Writing query emails sets every awkward bone in my body on fire. Be professional, they say. Okay, that’s actually something I’m pretty decent at doing. I’ve worked at a law firm for the past six years. I’ve learned how to be professional over the years. But being professional and genuine? Well, that’s a different dance, my friends.
Because to be genuine, my query email would like this:
Hey [book blogger],
I’m Aimee. I’m the author of the debut novel The Wheel Mages. I’m super self-conscious and talking about myself and my book really aren’t my strong suits, but I’m told I have to do it because… sales, so here we are. Please don’t think this query is representative of my work, because it’s not. I have a totally different voice in my writing than I do in this email, but I’m told writing in the voice of your character is gimmicky, so I guess I’m stuck with my own lame voice.
I am a graduate of the University of North Carolina at Chapel Hill, where I studied creative writing and English. If you asked me who my favorite author was, I’d tell you either Tamora Pierce or John Milton, and you’d probably be pretty confused. According to my therapist, I’m a confusing person, but she thinks that’s part of my charm. I’m still learning to embrace it. My characters are a little bit confusing too, but not in a bad, plot-hole sort of way, in a deep, emotionally complex sort of way. I’m rambling, aren’t I? Sorry about that.
Back to the book. It’s a new adult fantasy set in the Trade Nations, a federation of countries not unlike the European Union. It’s written in first person and the protagonist is the first water mage to be inducted into the Sanctum, the magical world’s institution, in fifty years. There’s romance and mystery and a bit of dramatic flair… [insert more rambling, terrible summary here].
I really hope you’ll read it (and love it, and give me all the stars).
Okay, I might have over dramatized that a bit, but you get the point, right? Not very professional. Walking the tightrope between professional and genuine is hard for me. In my case, I tend to lean more professional and come across as rigid or disingenuous (hence my friend’s comment), or it sounds like I’ve created a form letter of some kind. It’s agonizing and completely draining, but it has to be done.
So how am I doing it? Well… slowly, for starters. I’m making sure to pace myself. I know I’ll receive rejections and probably a lot of radio silence (which is a rejection but for some reason seems better to me, I guess I don’t like clean wounds), and knowing that makes me want to rush. As my dad always says, “Every no you get is one no closer to a yes.” True. Meaning I should send requests out to all the reviewers as quickly as possible so I can bypass the nos and get to the yes’.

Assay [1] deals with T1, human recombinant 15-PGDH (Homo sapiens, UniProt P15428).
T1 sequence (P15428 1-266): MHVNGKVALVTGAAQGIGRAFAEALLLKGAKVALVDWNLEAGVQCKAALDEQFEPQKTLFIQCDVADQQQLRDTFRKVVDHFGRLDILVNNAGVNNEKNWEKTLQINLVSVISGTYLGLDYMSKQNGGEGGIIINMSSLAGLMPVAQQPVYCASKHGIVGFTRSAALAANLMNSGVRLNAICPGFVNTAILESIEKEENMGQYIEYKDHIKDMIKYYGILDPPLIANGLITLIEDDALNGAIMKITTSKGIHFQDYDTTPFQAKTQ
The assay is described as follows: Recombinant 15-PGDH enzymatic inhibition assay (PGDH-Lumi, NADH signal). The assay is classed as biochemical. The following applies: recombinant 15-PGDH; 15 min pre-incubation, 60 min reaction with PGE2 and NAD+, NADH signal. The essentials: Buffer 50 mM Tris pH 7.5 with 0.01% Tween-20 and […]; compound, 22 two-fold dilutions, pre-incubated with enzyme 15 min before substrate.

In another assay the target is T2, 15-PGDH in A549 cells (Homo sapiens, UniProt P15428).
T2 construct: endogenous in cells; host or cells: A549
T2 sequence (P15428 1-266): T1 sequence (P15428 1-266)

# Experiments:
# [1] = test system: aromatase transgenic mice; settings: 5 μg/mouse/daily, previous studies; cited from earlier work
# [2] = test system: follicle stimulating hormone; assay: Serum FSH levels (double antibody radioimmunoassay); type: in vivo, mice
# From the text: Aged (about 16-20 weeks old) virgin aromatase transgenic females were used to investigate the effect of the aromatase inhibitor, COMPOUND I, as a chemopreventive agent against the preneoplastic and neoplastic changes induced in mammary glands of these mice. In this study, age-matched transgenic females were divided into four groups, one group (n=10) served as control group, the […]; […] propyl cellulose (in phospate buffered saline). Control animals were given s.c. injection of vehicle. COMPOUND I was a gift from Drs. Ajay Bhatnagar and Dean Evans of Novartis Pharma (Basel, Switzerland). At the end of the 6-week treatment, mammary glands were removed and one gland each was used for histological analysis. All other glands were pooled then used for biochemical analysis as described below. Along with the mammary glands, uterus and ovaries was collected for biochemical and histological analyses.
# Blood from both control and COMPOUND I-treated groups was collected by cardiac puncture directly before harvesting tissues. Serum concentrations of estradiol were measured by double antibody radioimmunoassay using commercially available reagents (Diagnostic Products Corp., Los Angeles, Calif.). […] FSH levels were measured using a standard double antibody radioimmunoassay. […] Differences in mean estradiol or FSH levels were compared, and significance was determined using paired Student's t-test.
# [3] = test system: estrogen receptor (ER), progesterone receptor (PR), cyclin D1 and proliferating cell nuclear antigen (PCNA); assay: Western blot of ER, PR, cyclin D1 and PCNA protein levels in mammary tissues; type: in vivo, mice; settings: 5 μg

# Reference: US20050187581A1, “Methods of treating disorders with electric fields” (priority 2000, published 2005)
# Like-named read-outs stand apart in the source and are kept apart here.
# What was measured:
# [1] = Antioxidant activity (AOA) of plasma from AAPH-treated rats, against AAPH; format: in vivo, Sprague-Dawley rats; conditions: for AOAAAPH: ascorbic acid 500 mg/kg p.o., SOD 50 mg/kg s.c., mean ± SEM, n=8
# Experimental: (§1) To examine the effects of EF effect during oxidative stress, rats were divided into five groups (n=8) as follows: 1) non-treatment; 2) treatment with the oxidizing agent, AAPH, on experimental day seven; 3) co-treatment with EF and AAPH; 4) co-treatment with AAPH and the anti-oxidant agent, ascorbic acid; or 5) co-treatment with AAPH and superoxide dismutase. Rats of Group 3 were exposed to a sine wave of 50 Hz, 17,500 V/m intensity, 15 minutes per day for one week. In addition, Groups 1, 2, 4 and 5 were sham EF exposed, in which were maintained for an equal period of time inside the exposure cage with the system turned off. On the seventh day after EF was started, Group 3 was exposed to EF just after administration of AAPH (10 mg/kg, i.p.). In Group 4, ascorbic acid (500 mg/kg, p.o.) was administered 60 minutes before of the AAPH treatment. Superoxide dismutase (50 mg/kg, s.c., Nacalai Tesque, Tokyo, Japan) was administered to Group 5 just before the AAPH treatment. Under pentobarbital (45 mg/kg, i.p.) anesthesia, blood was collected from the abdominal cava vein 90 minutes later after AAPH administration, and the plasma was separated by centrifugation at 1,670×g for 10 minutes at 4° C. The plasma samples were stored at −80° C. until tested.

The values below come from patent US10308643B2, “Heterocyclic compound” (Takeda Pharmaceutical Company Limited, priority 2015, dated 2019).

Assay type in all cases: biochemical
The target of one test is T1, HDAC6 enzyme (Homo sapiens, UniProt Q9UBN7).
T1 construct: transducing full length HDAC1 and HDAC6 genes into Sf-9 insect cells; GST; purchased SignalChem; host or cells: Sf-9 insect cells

But every no I get also takes a toll on my spirit, so I want to make sure I’m not rushed into overwhelm. Also, I really do think it’s important to know your target audience in terms of reviewers, which means I have to dedicate time to researching them. The people I’ve asked to review my book are people I actually like. I like their photos or their blogs or their taste in books. They’re people I imagine myself connecting with and befriending, which is maybe another reason the review request takes a toll on me. It’s like the worst parts of applying for a job and asking someone out on a friend date. Do you want to be my employer/friend? No. Well, that’s cool, I guess. I’ll just… thanks for your time… *silently sobs in corner*. They don’t LIKE me.
I have to remind myself it’s not personal. It’s not actually a reflection on me (well, it sort of is, but only the part of me that can be shoved into a two paragraph email which isn’t much because I’m complicated, like everyone else). I have to take it slow but most importantly, I have to do things that reinvigorate my spirit and remind me I’m more than a query email. I have to read and write and spend time with friends and family and play with my dog who will love me unconditionally and my cats who will love me as long as I continue to feed them. I have to take care of myself because if I don’t—who will?
It’s all right, I say. You have time. Rome wasn’t built in a day.
For anyone querying, best of luck to you and all the virtual hugs I can give. We’ll get through it, promise.